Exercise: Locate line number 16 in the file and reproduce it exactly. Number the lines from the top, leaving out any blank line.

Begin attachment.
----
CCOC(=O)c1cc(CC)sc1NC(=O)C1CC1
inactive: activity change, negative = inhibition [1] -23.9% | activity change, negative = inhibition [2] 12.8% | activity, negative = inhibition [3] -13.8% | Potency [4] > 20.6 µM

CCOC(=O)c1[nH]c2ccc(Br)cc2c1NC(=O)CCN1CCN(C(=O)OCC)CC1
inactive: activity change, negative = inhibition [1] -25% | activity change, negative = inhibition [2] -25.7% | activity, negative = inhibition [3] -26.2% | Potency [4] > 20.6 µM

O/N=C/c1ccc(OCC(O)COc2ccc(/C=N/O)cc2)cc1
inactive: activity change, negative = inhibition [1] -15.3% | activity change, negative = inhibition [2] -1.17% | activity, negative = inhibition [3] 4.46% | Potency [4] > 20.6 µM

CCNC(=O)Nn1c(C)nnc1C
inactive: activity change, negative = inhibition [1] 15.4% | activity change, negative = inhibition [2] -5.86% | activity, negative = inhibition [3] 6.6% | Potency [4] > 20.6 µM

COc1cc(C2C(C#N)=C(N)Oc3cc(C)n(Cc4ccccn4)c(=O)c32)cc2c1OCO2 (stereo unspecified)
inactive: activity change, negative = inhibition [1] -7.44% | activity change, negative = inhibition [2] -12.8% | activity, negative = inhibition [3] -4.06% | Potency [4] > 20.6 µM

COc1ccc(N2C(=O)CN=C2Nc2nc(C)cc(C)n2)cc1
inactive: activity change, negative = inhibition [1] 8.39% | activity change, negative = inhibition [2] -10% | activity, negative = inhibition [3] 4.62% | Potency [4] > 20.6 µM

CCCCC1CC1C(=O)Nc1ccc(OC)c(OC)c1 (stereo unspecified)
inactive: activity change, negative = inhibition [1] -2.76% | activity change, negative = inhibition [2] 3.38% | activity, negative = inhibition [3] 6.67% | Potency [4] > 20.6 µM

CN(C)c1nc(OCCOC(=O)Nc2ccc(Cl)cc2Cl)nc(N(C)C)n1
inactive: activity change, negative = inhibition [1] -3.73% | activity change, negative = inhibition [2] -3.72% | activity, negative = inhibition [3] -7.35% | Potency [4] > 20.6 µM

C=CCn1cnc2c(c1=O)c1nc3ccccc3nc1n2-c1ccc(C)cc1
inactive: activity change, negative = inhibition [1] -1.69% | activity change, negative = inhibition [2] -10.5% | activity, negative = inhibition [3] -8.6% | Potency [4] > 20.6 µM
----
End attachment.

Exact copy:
inactive: activity change, negative = inhibition [1] -3.73% | activity change, negative = inhibition [2] -3.72% | activity, negative = inhibition [3] -7.35% | Potency [4] > 20.6 µM